|Full name||Charles Robert Coe|
|Born||October 26, 1923|
|Died||May 16, 2001 (aged 77)|
Oklahoma City, Oklahoma
|Height||6 ft 1 in (1.85 m)|
|Weight||135 lb (61 kg; 9.6 st)|
|Spouse||Elizabeth Coe (m. 1948-2001)|
|Children||Charles, Jr., Ross, Ward|
|College||University of Oklahoma|
|Best results in major championships|
|Masters Tournament||T2: 1961|
|U.S. Open||T13: 1958|
|The Open Championship||DNP|
|Achievements and awards|
|Bob Jones Award||1964|
Charles Robert Coe (October 26, 1923 – May 16, 2001) was an American amateur golfer who is considered by many to be one of the greatest American amateurs in history. A two-time U.S. Amateur winner, Coe never turned professional either because, as he stated in 1998, "When I was growing up, golf was a gentleman's game," or because his wife said, "if I thought I was going to raise three children out of a suitcase, I was crazy". He had a successful career in the oil business.
Born in Ardmore, Oklahoma, Coe served as a pilot during World War II, and later attended the University of Oklahoma from 1946-48. He won the Big Seven Conference championship all three years. He was a member of the Gamma Phi chapter of Beta Theta Pi.
Coe won the U.S. Amateur in 1949, beating Rufus King 11 & 10 in the finals, and won it again in 1958 with a 5 & 4 victory over Tommy Aaron. He finished runner-up to Jack Nicklaus in the 1959 tournament. Coe won the Western Amateur in 1950, and made the finals of the British Amateur in 1951, losing to Dick Chapman. He won four Trans-Mississippi Amateurs, in 1947, 1949, 1952, and 1956. He played on six Walker Cup teams from 1949 to 1963, including as playing captain on the 1959 team, and was non-playing captain on a seventh team in 1957.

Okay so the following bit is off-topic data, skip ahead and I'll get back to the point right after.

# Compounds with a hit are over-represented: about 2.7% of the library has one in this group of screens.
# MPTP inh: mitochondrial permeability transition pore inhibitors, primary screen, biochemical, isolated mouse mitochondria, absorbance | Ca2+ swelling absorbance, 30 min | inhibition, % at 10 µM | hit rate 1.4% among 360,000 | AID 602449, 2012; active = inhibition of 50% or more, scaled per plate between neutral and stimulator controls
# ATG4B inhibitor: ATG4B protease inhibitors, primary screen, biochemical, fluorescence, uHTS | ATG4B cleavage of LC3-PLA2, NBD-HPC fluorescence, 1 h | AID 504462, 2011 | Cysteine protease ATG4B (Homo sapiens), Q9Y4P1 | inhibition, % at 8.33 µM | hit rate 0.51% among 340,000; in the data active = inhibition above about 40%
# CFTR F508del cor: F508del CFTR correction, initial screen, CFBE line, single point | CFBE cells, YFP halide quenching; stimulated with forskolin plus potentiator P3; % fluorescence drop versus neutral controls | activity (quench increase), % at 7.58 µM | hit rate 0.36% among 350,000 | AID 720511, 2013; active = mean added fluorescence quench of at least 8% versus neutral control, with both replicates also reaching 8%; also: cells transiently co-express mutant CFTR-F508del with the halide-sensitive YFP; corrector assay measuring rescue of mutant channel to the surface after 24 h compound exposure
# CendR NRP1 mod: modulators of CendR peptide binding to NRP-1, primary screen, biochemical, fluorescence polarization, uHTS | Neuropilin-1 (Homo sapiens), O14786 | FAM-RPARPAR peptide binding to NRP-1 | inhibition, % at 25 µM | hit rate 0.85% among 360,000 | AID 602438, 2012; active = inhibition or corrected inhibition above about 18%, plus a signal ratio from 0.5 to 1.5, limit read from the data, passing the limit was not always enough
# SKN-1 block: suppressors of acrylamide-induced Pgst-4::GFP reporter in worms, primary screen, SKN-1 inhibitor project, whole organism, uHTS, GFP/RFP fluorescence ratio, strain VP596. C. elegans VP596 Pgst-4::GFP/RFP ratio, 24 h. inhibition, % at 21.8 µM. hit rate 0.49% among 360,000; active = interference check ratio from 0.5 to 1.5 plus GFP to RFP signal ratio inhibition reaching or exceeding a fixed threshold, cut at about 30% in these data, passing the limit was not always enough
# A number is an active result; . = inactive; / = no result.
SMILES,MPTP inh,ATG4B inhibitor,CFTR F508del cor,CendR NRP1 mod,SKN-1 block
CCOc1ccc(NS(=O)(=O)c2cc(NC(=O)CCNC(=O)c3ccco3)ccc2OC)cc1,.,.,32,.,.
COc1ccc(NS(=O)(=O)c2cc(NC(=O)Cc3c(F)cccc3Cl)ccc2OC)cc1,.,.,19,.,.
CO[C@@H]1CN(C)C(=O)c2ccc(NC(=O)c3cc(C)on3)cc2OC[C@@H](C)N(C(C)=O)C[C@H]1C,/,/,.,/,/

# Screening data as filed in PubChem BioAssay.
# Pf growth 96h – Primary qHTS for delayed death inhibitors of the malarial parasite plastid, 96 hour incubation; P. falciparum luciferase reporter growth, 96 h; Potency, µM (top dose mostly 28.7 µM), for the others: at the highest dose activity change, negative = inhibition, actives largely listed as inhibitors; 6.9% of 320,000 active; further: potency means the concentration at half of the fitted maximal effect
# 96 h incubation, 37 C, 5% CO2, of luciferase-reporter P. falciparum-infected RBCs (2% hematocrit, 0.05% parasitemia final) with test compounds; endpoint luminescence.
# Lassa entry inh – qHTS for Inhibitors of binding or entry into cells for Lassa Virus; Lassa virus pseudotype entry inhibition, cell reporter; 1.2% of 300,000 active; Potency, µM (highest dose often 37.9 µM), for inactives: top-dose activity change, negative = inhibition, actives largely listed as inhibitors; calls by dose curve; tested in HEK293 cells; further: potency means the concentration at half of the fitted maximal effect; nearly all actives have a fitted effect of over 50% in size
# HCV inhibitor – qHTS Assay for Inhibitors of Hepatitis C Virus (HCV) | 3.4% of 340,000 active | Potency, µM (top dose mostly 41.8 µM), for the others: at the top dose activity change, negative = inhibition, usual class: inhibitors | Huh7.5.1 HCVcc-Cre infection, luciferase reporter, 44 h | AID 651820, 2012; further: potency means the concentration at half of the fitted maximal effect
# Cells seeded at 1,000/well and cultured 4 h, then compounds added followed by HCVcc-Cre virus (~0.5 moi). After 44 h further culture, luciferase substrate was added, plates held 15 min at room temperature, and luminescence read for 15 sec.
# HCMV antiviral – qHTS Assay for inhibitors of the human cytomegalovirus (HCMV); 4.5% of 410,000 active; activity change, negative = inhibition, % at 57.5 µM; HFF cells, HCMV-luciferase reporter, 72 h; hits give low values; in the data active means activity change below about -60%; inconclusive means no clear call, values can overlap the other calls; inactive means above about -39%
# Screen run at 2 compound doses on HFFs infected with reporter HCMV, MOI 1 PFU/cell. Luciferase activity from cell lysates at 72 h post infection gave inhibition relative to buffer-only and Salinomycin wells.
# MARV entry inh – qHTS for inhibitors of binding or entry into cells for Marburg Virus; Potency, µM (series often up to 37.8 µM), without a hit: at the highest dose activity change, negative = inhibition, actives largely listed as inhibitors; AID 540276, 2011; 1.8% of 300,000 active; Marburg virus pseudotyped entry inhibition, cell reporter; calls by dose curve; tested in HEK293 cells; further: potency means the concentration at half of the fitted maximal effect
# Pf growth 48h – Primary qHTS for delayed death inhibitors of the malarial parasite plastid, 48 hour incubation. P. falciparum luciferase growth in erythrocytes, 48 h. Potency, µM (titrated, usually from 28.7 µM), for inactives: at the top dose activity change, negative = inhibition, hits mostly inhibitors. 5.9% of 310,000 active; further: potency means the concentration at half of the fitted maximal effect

Coe made 19 Masters Tournament appearances and owns almost every Masters amateur record, including most cuts made (15); top-25 finishes (9); top-10 finishes (3); eagles (6), rounds played (67) and most times low amateur (6). Coe won low amateur honors at Augusta in four consecutive decades: 1940s, 1950s, 1960s and 1970s. He also holds the amateur records for best finish (2nd in 1961), lowest third round score (67 in 1959), and lowest 72-hole score (281 in 1961). In 1961, Coe rallied in the final round from six shots down to finish one stroke behind Gary Player.
In 1964, Coe received the Bob Jones Award, given by the United States Golf Association in recognition of distinguished sportsmanship in golf. Coe was posthumously named an honoree at the 2006 Memorial Tournament. When he died, the Rocky Mountain News quoted a Castle Pines golf club member saying, "Charlie Coe was an amateur at everything except life."
The Charlie Coe Golf Center at the University of Oklahoma is named in his honor. He was inducted into the Oklahoma Sports Hall of Fame in 1987. Coe died on May 16, 2001 in Oklahoma City, Oklahoma.
this list is probably incomplete
|1949||U.S. Amateur||11 & 10||Rufus King|
|1958||U.S. Amateur||5 & 4||Tommy Aaron|
|Masters Tournament||T16 LA|
|Masters Tournament||T32||T12 LA||T46||T16||T20||T32||CUT||T23||6 LA|
|U.S. Open||T13 LA||T38|
|Masters Tournament||T39||T2 LA||T9 LA||T37||CUT||CUT||T50|
|Masters Tournament||T23 LA||CUT|
LA = Low amateur
CUT = missed the half-way cut
R256, R128, R64, R32, R16, QF, SF = Round in which player lost in match play
"T" indicates a tie for a place
Source for The Masters: www.masters.com
Source for U.S. Open and U.S. Amateur: USGA Championship Database
Source for 1959 British Amateur: The Glasgow Herald, May 28, 1959, pg. 9.